US vice president Dick Cheney has asserted that while the US will try to stop Iran's nuclear programme diplomatically, it has not ruled out military action.
Mr Cheney stressed that the White House policy was to strive for a non-military solution. "As we've said, we're doing everything we can to resolve it diplomatically, but we haven't taken any options off the table," he told ABC News.
Speaking at a press conference in Australia with the country's prime minister John Howard, the 66-year-old American insisted that a diplomatic process would be preferable: "We worked with the European community and the UN to put together a set of policies to persuade the Iranians to give up their aspirations and resolve the matter peacefully, and that is still our preference."
"I've also made the point, and the president has made the point, that all options are on the table," he added.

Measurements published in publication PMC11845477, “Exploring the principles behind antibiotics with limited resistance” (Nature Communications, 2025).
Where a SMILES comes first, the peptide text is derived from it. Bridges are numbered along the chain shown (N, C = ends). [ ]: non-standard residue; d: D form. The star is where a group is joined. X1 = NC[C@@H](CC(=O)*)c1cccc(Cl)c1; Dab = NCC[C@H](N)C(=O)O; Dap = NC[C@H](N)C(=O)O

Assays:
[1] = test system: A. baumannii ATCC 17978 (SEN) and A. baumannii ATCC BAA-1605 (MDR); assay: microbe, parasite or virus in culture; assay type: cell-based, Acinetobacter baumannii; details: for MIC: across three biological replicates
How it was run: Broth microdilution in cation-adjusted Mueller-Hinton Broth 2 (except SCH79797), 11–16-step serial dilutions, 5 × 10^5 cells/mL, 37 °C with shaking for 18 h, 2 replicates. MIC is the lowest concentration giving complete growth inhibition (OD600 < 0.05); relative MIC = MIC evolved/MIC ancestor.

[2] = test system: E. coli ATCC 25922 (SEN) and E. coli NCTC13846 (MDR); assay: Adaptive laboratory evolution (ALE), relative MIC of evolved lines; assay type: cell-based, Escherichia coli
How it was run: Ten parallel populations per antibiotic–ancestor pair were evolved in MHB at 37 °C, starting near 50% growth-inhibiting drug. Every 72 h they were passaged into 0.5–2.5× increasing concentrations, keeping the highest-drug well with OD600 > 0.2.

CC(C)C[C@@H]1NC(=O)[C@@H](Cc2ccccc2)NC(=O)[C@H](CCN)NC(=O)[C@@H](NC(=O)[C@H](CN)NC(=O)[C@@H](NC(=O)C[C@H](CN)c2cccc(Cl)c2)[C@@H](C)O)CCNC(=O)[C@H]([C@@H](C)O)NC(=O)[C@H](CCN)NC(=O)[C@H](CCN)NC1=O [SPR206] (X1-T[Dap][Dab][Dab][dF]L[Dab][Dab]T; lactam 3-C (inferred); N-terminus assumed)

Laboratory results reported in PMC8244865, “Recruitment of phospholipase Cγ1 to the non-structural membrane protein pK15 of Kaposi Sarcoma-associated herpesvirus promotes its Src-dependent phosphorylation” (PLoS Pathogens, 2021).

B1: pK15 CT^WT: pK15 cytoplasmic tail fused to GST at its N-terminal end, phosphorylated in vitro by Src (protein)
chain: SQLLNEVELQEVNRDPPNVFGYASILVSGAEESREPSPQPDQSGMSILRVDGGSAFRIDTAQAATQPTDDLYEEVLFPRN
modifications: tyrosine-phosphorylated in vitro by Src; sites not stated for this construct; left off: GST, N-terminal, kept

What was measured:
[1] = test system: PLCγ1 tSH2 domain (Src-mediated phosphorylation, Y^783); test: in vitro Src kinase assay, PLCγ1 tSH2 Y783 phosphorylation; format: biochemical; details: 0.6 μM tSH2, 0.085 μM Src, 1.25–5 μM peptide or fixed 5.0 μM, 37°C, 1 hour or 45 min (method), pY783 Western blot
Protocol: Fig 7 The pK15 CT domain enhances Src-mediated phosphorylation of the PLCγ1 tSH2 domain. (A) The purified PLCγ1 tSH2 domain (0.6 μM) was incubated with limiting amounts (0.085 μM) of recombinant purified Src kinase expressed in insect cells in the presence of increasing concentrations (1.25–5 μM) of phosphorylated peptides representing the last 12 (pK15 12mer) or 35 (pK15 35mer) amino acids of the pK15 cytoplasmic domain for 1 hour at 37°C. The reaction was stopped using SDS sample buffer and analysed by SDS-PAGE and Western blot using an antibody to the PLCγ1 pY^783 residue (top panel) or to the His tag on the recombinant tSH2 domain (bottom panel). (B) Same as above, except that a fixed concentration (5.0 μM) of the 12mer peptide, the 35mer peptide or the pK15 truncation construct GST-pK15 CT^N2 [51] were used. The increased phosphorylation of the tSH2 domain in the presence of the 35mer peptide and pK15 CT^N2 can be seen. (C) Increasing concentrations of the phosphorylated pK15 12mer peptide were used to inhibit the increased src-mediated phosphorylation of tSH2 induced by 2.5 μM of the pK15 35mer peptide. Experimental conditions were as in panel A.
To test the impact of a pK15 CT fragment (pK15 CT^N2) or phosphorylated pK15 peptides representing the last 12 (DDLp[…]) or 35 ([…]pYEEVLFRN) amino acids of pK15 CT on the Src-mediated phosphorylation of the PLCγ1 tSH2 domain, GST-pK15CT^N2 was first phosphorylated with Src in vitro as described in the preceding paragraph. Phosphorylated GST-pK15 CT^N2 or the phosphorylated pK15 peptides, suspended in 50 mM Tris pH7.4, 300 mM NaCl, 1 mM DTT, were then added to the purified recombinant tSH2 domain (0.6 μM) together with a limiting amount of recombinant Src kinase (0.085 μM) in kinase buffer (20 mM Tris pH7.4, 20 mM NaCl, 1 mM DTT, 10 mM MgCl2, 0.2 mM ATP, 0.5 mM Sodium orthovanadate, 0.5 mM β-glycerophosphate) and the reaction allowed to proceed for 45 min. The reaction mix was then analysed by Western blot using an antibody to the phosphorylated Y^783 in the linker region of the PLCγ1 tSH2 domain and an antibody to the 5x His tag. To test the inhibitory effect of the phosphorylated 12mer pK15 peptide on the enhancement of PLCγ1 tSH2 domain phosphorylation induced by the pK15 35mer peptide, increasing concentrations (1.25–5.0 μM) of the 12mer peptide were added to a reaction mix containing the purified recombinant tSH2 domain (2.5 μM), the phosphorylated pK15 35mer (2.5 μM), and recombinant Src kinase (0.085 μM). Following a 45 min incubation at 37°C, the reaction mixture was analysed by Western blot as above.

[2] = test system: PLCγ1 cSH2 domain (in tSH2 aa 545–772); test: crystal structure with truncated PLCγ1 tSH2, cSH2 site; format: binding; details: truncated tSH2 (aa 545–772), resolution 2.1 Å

The Australian prime minister, John Howard, also expressed concern over Iran's nuclear development, a programme Iran says is purely for non-threatening energy production, affecting the conflict in neighbouring Iraq.
"I can't think of a country whose influence and potential clout would be more enhanced in that part of the world than Iran's could be if there were to be a coalition defeat in Iraq," he said.
Mr Cheney's comments come one day after Iran failed to meet an UN-imposed deadline to cease its nuclear development programme, which Iranian president Mahmoud Ahmadinejad has repeatedly defended and refused to bring to a close